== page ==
I started this blog to chronicle my writing journey and give insight into the world of self-publishing.
My name is Jackson, and I’ve spent the last four years working a full time job in addition to writing and publishing my first book, The Chosen of Andraos. It’s been a long journey, and at the same time, it feels like i just started writing it yesterday. I certainly haven’t forgotten the long nights spent writing, the agonizing weeks editing and re-writing, and the patience while waiting for beta readers to give feedback among other things.
I finished publishing The Chosen of Andraos yesterday, when I approved my print book for sale on Amazon through Createspace. The ebook has been out since November. It feels very surreal. After constantly stressing and worrying about what I could be working on to finish the book, all of the sudden it is complete. I feel a freedom–a desire to return to doing what I love which is writing new story and developing my characters. My book is the first in the series, so even though book one is finished, I know I have at least two more to go, and I’m excited to get started. The sequel is already halfway written.
I’ve read a lot of advice about writing over the years. A lot of people say to get your book out there ASAP, while other (especially for series writers) say you need to finish the series before you publish.
I chose to publish book one before continuing the series, and I’m glad I did. Here’s why:
I wrote a good chunk of the sequel before I published my novel. Looking back at what i wrote before all the revisions and growth, I realize how much more work I have to do because the writing is garbage. Writing alone does not help an author grow in my opinion. You could write every day and not get any better, spewing the same garbage all over again. I think true growth comes from confronting what we have already written. While writing, often my focus is too narrow to pay attention to every element I want to include.
Looking back at the level of writer I was before I rewrote, edited, gutted and changed book one, I can see how far I’ve come as a writer. It’s going to make that sequel even better. I’m going to write a better first draft than I did before, in theory, which could translate to less editing down the road, and faster turnaround time from first draft to finished novel. At least, that’s my theory.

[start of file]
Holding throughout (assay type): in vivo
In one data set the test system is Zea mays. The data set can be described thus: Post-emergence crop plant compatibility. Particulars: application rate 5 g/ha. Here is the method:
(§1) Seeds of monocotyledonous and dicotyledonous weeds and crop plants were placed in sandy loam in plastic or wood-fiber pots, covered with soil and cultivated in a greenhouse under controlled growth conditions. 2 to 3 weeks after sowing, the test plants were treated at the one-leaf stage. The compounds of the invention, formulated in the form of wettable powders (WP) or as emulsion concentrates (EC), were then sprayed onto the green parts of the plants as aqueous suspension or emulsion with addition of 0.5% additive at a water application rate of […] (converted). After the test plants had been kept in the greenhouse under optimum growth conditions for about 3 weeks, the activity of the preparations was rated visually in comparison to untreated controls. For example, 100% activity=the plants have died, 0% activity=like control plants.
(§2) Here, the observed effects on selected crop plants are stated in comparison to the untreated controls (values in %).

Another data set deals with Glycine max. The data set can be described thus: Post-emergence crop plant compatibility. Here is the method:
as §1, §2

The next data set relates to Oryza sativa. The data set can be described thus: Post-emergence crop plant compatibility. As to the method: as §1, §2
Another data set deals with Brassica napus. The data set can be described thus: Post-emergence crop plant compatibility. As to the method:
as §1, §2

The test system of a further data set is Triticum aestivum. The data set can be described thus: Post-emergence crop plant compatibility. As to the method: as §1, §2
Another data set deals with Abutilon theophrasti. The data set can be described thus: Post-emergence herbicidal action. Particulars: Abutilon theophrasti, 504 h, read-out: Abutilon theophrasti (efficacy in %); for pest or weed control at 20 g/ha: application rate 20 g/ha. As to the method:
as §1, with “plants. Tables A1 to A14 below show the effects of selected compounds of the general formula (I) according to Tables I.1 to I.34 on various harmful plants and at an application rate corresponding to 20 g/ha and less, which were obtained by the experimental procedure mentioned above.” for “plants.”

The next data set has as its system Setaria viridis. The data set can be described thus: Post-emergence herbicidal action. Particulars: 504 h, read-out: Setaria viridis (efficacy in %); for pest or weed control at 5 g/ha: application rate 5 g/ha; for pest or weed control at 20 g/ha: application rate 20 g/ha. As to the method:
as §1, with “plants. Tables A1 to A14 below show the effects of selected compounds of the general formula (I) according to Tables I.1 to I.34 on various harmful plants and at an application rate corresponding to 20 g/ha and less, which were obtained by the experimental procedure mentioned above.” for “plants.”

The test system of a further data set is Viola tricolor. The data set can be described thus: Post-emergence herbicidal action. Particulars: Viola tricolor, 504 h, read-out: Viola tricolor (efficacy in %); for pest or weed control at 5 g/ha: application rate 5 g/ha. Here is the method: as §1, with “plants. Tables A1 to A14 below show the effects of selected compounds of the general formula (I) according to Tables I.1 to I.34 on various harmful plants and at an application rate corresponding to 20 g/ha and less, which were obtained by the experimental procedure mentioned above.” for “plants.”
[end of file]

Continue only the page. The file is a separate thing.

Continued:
I had a piano teacher tell me something that I will never forget. I had spent a week barely practicing my piano skills, and it showed. She looked at me and told me: “Jackson, practice does not make perfect. Perfect practice makes perfect.” If there was one thing I took away from those lessons, that was it. You can’t just sit down and write and expect to get better. You have to work at whatever you want to do well at, and you should be doing your best the whole time.
For my writing, I often used Nanowrimo to spur daily prompts and make sure I sat down at the keyboard every day. This often led to many a night writing whatever I could to make my word count. After this journey, I realize that trying to make a certain word count may not be the best method for myself. I found many a section that needed a complete gut job thanks to writing garbage just to add words. It is the enemy of being concise and really bringing the text to life from simplicity. It was an editor’s worst nightmare in some areas, but not so bad in others.
You may be wondering why I chose to go off on this detail, but I come back to my main point: finishing book one first saved me from doing this through the entire series. I think for the second half of book two, I will focus on quality over quantity and see what the difference will be. I’m expecting good things! If my next first draft is less garbage than my previous one, I will consider it a success. Regardless, any finished first draft is a success. I just expect a lot from myself.
I plan to keep writing about being an author and the challenges and lessons I deal with along the way.
Thanks for reading, and happy writing!